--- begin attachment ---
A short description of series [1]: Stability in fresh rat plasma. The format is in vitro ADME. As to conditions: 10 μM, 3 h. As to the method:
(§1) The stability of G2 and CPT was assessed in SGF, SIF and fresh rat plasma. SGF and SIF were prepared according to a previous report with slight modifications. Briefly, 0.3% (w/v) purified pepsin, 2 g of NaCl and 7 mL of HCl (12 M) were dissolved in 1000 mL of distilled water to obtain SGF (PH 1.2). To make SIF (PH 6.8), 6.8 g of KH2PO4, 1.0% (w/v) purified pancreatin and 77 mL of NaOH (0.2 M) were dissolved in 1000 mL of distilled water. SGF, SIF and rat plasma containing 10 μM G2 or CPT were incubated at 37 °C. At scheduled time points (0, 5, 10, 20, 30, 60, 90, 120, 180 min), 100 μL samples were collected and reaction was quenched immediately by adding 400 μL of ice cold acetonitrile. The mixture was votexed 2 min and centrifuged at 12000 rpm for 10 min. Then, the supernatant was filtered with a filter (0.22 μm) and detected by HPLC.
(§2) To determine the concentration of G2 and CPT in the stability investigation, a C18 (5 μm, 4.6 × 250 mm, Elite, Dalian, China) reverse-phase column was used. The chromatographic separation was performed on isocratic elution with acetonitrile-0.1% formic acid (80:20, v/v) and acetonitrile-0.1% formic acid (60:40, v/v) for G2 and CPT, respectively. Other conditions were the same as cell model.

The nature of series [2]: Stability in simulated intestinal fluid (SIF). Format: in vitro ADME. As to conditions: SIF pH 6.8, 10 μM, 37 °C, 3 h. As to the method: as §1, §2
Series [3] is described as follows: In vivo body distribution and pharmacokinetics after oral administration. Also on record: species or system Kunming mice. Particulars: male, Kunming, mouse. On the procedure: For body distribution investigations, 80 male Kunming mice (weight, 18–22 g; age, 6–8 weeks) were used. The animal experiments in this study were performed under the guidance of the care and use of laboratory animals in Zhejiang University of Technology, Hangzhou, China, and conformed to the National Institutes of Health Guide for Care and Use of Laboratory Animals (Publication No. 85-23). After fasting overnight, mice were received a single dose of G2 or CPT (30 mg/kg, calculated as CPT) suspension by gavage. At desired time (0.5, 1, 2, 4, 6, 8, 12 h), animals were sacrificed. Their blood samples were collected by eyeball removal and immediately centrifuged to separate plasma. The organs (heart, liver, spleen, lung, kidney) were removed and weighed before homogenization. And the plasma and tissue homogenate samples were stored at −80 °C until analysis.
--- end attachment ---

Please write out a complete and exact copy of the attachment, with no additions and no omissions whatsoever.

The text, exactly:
A short description of series [1]: Stability in fresh rat plasma. The format is in vitro ADME. As to conditions: 10 μM, 3 h. As to the method:
(§1) The stability of G2 and CPT was assessed in SGF, SIF and fresh rat plasma. SGF and SIF were prepared according to a previous report with slight modifications. Briefly, 0.3% (w/v) purified pepsin, 2 g of NaCl and 7 mL of HCl (12 M) were dissolved in 1000 mL of distilled water to obtain SGF (PH 1.2). To make SIF (PH 6.8), 6.8 g of KH2PO4, 1.0% (w/v) purified pancreatin and 77 mL of NaOH (0.2 M) were dissolved in 1000 mL of distilled water. SGF, SIF and rat plasma containing 10 μM G2 or CPT were incubated at 37 °C. At scheduled time points (0, 5, 10, 20, 30, 60, 90, 120, 180 min), 100 μL samples were collected and reaction was quenched immediately by adding 400 μL of ice cold acetonitrile. The mixture was votexed 2 min and centrifuged at 12000 rpm for 10 min. Then, the supernatant was filtered with a filter (0.22 μm) and detected by HPLC.
(§2) To determine the concentration of G2 and CPT in the stability investigation, a C18 (5 μm, 4.6 × 250 mm, Elite, Dalian, China) reverse-phase column was used. The chromatographic separation was performed on isocratic elution with acetonitrile-0.1% formic acid (80:20, v/v) and acetonitrile-0.1% formic acid (60:40, v/v) for G2 and CPT, respectively. Other conditions were the same as cell model.

The nature of series [2]: Stability in simulated intestinal fluid (SIF). Format: in vitro ADME. As to conditions: SIF pH 6.8, 10 μM, 37 °C, 3 h. As to the method: as §1, §2
Series [3] is described as follows: In vivo body distribution and pharmacokinetics after oral administration. Also on record: species or system Kunming mice. Particulars: male, Kunming, mouse. On the procedure: For body distribution investigations, 80 male Kunming mice (weight, 18–22 g; age, 6–8 weeks) were used. The animal experiments in this study were performed under the guidance of the care and use of laboratory animals in Zhejiang University of Technology, Hangzhou, China, and conformed to the National Institutes of Health Guide for Care and Use of Laboratory Animals (Publication No. 85-23). After fasting overnight, mice were received a single dose of G2 or CPT (30 mg/kg, calculated as CPT) suspension by gavage. At desired time (0.5, 1, 2, 4, 6, 8, 12 h), animals were sacrificed. Their blood samples were collected by eyeball removal and immediately centrifuged to separate plasma. The organs (heart, liver, spleen, lung, kidney) were removed and weighed before homogenization. And the plasma and tissue homogenate samples were stored at −80 °C until analysis.